Recent reports indicate the Trump administration is considering consolidating two Environmental Protection Agency regional offices as part of its effort to make unprecedented cuts in the EPA’s budget. We hear the regional office in Chicago would be consolidated into the one in Lenexa. If this plan were to come to fruition, Region 7 would span a gigantic territory from the western High Plains of Kansas to the base of the Appalachians in Ohio, and from the Boundary Waters of Minnesota to the Bootheel of Missouri.
A territory so vast would inevitably prevent the remaining EPA office, with substantially fewer personnel and resources, from delivering high-quality, effective protections for human health and the environment.
As former regional administrators for this region, we can easily see how such a proposal would threaten the basic protections to human health the EPA assures, while also undercutting EPA-state partnerships that serve the public so well. Those costs and the fiscal implications will hit hard across the entire heartland.
The Kansas City area would suffer as remaining EPA staff focus attention on larger communities across this large regional territory. Collaborative work by the EPA and local community organizations to restore and revitalize watersheds, reduce childhood exposure to lead-based paint and stimulate redevelopment in the urban cores of Kansas City and Kansas City, Kan., would probably be diminished.
On the surface it may seem easy to close a federal office and relocate hundreds of Chicago employees to the Kansas City area. But consolidation will actually further erode EPA funding.
Payments to relocate staff and rent new private workspace would outweigh any claimed savings. The Chicago office is a tenant in a federally owned building, unlike Region 7, which rents its space.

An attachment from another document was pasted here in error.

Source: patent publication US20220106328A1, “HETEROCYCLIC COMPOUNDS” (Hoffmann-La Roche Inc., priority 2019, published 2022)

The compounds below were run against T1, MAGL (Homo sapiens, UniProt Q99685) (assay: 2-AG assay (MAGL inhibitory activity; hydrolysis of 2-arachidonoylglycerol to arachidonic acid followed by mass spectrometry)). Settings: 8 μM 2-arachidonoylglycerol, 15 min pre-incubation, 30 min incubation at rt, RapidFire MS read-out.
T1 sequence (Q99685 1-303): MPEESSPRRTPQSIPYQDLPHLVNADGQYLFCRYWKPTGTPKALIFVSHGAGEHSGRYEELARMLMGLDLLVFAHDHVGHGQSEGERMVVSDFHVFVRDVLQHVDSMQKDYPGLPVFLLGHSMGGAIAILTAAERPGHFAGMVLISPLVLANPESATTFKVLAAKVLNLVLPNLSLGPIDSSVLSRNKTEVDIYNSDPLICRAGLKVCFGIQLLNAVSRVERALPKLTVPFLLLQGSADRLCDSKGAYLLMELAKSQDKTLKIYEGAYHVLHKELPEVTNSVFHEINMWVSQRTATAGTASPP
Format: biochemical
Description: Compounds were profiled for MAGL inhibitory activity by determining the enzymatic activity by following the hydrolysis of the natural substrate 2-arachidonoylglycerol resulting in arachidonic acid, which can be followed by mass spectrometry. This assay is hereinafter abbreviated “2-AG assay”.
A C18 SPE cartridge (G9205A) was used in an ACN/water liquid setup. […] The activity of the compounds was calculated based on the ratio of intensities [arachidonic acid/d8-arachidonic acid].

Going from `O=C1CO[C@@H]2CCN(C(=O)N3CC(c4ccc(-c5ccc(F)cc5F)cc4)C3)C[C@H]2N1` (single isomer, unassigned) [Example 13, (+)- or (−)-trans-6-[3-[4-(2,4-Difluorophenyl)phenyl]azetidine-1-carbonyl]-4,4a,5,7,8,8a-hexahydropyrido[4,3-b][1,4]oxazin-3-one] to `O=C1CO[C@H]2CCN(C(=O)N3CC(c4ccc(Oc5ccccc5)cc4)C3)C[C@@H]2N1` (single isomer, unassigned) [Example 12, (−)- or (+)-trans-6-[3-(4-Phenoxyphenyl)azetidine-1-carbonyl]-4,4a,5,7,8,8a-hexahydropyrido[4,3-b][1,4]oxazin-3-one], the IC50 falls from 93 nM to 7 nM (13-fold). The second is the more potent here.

We doubt that many Chicago EPA employees would actually be relocated to the Kansas City area. Our experience tells us that such a vast new territory would require many to be posted in field offices across the region, eliminating much of the estimated savings. Other attempts to consolidate federal agency regions have netted very little change in rank-and-file staff, few relocations and only a small fraction of senior positions eliminated, producing limited savings.
In establishing the regional concept, the federal government designed a system to keep more power closer to the people our government serves. Consolidation would reverse that notion and distance EPA staff from the people being served.
In a new region with such vast territory that includes a large swath of the industrial Rust Belt, small rural communities would suffer most. Even Region 7 urban areas like Kansas City, St. Louis, Omaha and Des Moines would lose resources for redevelopment, contaminated site cleanups and “brownfield” repurposing as they compete against larger industrial cities from the Twin Cities to Cleveland across the Great Lakes.
Our experience assures us that expanding the EPA’s region will intensify political pressures from elected officials at every local, state and federal level to ensure that problems in their areas get attention. When you layer this ill-conceived plan on top of a proposed 31 percent budget reduction, every community will lose.
The EPA has a unique trust responsibility to ensure environmental and human health protections for federally recognized tribal nations. Tribes along the northern plains and Great Lakes areas would see less EPA support and face the loss of basic protection to their tribal lands and waters. By comparison, Region 7’s relatively smaller tribal nations would be likely to lose the new competition for very limited remaining EPA resources.
We find it difficult to see how any plan to consolidate EPA regional offices, and especially this one, can do anything but advance an agenda to severely reduce and weaken the EPA. This isn’t a fiscal decision. It isn’t aimed at providing cleaner air and water and protecting our land. Rather, it strikes us a means of weakening EPA’s capability to serve the public and ensure compliance with the law of the land.
Mark Hague and Karl Brooks both served as EPA Region 7 administrators.